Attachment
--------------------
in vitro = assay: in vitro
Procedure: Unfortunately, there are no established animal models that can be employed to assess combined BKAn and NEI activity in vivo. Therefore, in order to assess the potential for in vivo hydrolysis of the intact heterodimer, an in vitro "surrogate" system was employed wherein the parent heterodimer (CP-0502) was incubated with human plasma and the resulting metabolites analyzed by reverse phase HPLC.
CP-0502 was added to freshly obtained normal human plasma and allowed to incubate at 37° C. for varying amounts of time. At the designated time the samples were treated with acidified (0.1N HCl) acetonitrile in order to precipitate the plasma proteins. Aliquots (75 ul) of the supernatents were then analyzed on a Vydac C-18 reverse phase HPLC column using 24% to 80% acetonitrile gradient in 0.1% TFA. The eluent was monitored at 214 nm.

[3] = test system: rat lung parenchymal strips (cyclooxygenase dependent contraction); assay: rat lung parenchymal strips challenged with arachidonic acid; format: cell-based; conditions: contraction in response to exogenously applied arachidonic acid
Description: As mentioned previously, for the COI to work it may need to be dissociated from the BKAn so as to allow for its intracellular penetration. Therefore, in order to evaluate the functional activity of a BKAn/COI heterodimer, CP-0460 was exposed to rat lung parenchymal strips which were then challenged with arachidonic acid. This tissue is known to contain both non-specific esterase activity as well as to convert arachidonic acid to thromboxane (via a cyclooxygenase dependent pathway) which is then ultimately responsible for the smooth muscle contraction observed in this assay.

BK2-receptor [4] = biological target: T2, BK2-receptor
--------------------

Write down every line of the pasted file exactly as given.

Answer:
in vitro = assay: in vitro
Procedure: Unfortunately, there are no established animal models that can be employed to assess combined BKAn and NEI activity in vivo. Therefore, in order to assess the potential for in vivo hydrolysis of the intact heterodimer, an in vitro "surrogate" system was employed wherein the parent heterodimer (CP-0502) was incubated with human plasma and the resulting metabolites analyzed by reverse phase HPLC.
CP-0502 was added to freshly obtained normal human plasma and allowed to incubate at 37° C. for varying amounts of time. At the designated time the samples were treated with acidified (0.1N HCl) acetonitrile in order to precipitate the plasma proteins. Aliquots (75 ul) of the supernatents were then analyzed on a Vydac C-18 reverse phase HPLC column using 24% to 80% acetonitrile gradient in 0.1% TFA. The eluent was monitored at 214 nm.

[3] = test system: rat lung parenchymal strips (cyclooxygenase dependent contraction); assay: rat lung parenchymal strips challenged with arachidonic acid; format: cell-based; conditions: contraction in response to exogenously applied arachidonic acid
Description: As mentioned previously, for the COI to work it may need to be dissociated from the BKAn so as to allow for its intracellular penetration. Therefore, in order to evaluate the functional activity of a BKAn/COI heterodimer, CP-0460 was exposed to rat lung parenchymal strips which were then challenged with arachidonic acid. This tissue is known to contain both non-specific esterase activity as well as to convert arachidonic acid to thromboxane (via a cyclooxygenase dependent pathway) which is then ultimately responsible for the smooth muscle contraction observed in this assay.

BK2-receptor [4] = biological target: T2, BK2-receptor